Artist suggests we should bury statues such as Churchill so we 'look down upon them'

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Artist suggests we should bury statues such as Churchill so we 'look down upon them'

South African artist William Kentridge made the call for burial of statues of colonial figures, including Britain's wartime leader. He also discuss

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South African artist William Kentridge made the call for burial of statues of colonial figures, including Britain’s wartime leader. He also discussed the toppling of a statue in Bristol of slave trader Edward Colston and the protection of a statue of Mr Churchill outside the Palace of Westminster during Black Lives Matter protests in 2020.

Mr Kentridge was speaking before a major retrospective of his work at the Royal Academy in London from September.

He said Britain needs to find imaginative solutions to its colonial era statues.

The artist said: “I think [the UK] could just take some of these monuments off their plinths and dig a hole in the ground, then bury them up to their waists.

“So you can see them, but you’re looking down on them.”

He told The Art Newspaper: “They put a wooden palisade around the Churchill statue in Parliament.

“That palisade was saying, for British people, Churchill is the greatest Britain who ever lived. But for millions of Indians who starved because all grain was taken for the British forces during the war, he’s not a hero.”

Mr Kentridge called on the UK to face up to its “blighted” past instead of defending it saying it was nothing but a “heroic history”.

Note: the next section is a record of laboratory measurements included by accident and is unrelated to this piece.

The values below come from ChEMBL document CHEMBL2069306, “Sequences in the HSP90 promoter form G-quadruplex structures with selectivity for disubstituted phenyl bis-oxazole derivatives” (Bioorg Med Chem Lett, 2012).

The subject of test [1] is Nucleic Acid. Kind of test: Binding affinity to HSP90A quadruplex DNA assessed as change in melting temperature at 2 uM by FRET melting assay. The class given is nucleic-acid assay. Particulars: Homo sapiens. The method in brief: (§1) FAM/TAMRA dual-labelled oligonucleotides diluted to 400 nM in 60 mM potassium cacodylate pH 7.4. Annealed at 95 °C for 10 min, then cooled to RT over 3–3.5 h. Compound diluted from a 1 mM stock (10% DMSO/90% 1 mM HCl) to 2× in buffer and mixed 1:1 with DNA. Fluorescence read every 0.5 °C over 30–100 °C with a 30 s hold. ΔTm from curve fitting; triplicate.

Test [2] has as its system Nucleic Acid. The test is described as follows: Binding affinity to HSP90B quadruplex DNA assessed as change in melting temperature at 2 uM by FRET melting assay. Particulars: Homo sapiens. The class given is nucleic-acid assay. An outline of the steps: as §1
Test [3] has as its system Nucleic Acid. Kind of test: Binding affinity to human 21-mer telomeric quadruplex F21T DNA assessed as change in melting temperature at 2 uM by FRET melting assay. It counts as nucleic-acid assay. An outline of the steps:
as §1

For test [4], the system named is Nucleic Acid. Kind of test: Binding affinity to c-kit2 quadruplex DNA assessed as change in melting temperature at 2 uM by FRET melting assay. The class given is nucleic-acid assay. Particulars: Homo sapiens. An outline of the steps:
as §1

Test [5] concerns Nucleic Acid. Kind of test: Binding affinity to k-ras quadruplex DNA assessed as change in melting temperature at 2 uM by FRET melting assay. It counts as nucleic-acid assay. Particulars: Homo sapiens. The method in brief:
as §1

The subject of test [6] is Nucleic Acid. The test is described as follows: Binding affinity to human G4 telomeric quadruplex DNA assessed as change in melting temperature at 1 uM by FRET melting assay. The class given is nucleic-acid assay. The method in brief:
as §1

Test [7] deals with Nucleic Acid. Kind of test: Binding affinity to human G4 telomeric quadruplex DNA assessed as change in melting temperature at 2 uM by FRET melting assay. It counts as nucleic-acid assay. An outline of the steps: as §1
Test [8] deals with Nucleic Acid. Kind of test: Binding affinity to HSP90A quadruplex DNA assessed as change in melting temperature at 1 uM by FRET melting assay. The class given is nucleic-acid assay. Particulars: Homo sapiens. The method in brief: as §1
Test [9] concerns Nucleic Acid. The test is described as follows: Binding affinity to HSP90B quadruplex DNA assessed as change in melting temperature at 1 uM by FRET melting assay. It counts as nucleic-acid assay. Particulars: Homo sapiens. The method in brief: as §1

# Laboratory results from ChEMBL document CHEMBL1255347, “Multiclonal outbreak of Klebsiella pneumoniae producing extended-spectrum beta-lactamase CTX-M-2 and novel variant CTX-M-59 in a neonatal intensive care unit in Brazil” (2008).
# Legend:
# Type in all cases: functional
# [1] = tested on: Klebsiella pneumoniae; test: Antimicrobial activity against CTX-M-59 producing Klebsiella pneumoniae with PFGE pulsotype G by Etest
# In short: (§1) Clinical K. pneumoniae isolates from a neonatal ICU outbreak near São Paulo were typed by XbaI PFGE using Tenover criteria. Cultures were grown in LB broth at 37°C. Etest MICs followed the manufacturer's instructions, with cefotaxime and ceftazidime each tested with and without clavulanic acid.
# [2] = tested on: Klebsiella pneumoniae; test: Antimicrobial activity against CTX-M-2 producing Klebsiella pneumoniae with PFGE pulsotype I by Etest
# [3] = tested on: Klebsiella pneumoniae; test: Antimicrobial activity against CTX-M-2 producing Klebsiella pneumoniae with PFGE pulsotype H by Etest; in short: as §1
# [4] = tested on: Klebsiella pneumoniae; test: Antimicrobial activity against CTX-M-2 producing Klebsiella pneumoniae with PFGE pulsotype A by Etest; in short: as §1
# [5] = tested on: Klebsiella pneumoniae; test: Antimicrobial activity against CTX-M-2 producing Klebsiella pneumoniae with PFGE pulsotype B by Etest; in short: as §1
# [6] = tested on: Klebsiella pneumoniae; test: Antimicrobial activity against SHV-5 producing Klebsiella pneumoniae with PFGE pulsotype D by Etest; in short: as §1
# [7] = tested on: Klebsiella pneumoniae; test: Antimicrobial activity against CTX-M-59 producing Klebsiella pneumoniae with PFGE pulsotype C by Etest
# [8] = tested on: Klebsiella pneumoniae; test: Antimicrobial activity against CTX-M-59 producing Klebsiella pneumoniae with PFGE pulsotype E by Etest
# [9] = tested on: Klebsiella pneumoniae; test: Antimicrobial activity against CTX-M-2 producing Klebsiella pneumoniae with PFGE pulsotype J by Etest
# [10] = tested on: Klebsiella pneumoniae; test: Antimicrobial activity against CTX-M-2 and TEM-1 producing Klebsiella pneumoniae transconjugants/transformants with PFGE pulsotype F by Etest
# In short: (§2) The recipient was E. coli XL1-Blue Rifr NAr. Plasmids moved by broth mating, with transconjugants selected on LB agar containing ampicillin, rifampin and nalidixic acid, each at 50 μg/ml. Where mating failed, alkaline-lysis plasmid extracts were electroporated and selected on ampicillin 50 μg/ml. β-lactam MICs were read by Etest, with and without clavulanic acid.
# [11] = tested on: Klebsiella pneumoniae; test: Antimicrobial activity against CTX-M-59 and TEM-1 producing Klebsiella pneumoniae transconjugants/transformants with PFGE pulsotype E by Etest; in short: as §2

He added that South Africa is ahead of the UK because it has a shameful past, but the country is not divided over it.

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Last year, Prime Minister Boris Johnson said Britain should not rewrite the past or photoshop its cultural landscape by hauling down monuments to historical figures.

Home Secretary Priti Patel, commenting on the statue’s toppling, told the BBC: “I think that is utterly disgraceful.

“That speaks to the acts of public disorder that actually have become a distraction from the cause people are actually protesting about.

“It is a completely unacceptable act. Sheer vandalism and disorder are completely unacceptable.”

In April, a private school founded by Edward Colston in Bristol more than 300 years ago announced it was changing its name.

Colston’s School revealed plans to drop the slave trader’s name in December.

They announced the school would be called Collegiate from September in order to become more welcoming and inclusive.

City, University of London, renamed its business school after 18th century statistician, philosopher and Presbyterian minister Thomas Bayes.

The decision ended the business school’s association with Sir John Cass, who was a key figure in the development of the slave trade.

A foundation set up in Cass’s name was also officially relaunched as The Portal Trust.



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